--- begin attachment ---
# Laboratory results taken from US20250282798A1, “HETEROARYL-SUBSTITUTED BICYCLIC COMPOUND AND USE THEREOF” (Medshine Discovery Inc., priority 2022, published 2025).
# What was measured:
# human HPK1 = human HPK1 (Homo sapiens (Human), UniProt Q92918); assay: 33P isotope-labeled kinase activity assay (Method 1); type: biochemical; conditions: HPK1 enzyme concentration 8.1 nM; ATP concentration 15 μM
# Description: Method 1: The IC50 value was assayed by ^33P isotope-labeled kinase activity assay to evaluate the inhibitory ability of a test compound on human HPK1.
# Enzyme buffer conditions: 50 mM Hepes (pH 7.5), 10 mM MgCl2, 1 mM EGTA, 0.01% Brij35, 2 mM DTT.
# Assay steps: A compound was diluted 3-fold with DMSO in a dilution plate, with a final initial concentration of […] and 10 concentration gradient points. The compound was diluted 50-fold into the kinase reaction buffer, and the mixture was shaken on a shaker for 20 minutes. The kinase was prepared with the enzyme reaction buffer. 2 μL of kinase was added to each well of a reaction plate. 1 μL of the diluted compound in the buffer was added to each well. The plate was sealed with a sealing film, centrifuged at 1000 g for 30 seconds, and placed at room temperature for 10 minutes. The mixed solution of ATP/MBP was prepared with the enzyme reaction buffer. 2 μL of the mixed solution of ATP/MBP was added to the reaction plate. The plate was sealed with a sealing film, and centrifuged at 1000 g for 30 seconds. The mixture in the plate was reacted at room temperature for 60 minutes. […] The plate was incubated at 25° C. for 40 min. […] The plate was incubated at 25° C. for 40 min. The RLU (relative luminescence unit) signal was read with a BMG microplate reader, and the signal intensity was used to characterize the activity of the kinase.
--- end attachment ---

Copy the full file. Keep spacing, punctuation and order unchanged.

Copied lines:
# Laboratory results taken from US20250282798A1, “HETEROARYL-SUBSTITUTED BICYCLIC COMPOUND AND USE THEREOF” (Medshine Discovery Inc., priority 2022, published 2025).
# What was measured:
# human HPK1 = human HPK1 (Homo sapiens (Human), UniProt Q92918); assay: 33P isotope-labeled kinase activity assay (Method 1); type: biochemical; conditions: HPK1 enzyme concentration 8.1 nM; ATP concentration 15 μM
# Description: Method 1: The IC50 value was assayed by ^33P isotope-labeled kinase activity assay to evaluate the inhibitory ability of a test compound on human HPK1.
# Enzyme buffer conditions: 50 mM Hepes (pH 7.5), 10 mM MgCl2, 1 mM EGTA, 0.01% Brij35, 2 mM DTT.
# Assay steps: A compound was diluted 3-fold with DMSO in a dilution plate, with a final initial concentration of […] and 10 concentration gradient points. The compound was diluted 50-fold into the kinase reaction buffer, and the mixture was shaken on a shaker for 20 minutes. The kinase was prepared with the enzyme reaction buffer. 2 μL of kinase was added to each well of a reaction plate. 1 μL of the diluted compound in the buffer was added to each well. The plate was sealed with a sealing film, centrifuged at 1000 g for 30 seconds, and placed at room temperature for 10 minutes. The mixed solution of ATP/MBP was prepared with the enzyme reaction buffer. 2 μL of the mixed solution of ATP/MBP was added to the reaction plate. The plate was sealed with a sealing film, and centrifuged at 1000 g for 30 seconds. The mixture in the plate was reacted at room temperature for 60 minutes. […] The plate was incubated at 25° C. for 40 min. […] The plate was incubated at 25° C. for 40 min. The RLU (relative luminescence unit) signal was read with a BMG microplate reader, and the signal intensity was used to characterize the activity of the kinase.